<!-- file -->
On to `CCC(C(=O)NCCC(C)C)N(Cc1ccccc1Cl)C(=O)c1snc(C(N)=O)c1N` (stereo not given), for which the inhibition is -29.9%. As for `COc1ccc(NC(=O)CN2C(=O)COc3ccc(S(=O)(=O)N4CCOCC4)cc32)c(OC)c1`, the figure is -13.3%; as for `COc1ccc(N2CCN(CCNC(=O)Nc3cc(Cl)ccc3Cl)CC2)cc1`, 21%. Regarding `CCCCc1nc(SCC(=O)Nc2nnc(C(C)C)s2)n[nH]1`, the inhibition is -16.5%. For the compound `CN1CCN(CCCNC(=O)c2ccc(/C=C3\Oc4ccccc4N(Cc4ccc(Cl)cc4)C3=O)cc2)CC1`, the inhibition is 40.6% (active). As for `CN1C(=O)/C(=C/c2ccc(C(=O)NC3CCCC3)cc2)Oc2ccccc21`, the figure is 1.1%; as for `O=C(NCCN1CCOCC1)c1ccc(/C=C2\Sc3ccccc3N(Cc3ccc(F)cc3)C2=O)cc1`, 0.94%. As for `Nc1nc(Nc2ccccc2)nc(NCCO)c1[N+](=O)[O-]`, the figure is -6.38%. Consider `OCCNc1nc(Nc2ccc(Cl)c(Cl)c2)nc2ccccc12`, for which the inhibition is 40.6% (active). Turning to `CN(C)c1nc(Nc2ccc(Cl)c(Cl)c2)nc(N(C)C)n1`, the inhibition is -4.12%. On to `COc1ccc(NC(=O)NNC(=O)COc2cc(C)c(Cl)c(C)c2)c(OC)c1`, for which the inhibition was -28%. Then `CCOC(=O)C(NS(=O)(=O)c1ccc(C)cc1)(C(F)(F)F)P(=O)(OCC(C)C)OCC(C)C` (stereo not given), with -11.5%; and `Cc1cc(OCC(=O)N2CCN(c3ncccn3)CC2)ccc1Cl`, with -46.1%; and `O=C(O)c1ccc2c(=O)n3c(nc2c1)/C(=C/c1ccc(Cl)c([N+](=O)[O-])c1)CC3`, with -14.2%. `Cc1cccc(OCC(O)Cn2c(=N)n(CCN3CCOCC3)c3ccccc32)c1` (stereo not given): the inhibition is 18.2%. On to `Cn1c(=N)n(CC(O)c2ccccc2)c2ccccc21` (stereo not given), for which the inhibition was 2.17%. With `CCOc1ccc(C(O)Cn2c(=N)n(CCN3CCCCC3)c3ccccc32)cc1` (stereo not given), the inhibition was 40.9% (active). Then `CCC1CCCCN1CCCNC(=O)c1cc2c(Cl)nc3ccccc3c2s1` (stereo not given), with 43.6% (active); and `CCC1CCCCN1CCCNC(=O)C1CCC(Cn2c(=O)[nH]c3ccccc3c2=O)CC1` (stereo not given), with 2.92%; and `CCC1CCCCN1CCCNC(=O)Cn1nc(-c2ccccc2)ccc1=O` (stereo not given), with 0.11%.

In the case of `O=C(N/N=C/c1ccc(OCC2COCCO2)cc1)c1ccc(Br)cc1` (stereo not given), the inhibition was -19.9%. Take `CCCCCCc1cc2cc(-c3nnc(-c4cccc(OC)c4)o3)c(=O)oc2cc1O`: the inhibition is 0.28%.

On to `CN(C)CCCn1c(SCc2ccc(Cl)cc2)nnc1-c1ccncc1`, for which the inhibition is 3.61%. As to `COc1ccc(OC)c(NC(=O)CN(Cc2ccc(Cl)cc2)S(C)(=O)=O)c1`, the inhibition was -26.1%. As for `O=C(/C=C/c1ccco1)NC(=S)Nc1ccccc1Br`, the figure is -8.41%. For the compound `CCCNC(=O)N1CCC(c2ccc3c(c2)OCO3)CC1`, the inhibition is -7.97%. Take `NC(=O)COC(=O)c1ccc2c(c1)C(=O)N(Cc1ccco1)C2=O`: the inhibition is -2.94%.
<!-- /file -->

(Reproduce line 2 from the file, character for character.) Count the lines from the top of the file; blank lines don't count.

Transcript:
In the case of `O=C(N/N=C/c1ccc(OCC2COCCO2)cc1)c1ccc(Br)cc1` (stereo not given), the inhibition was -19.9%. Take `CCCCCCc1cc2cc(-c3nnc(-c4cccc(OC)c4)o3)c(=O)oc2cc1O`: the inhibition is 0.28%.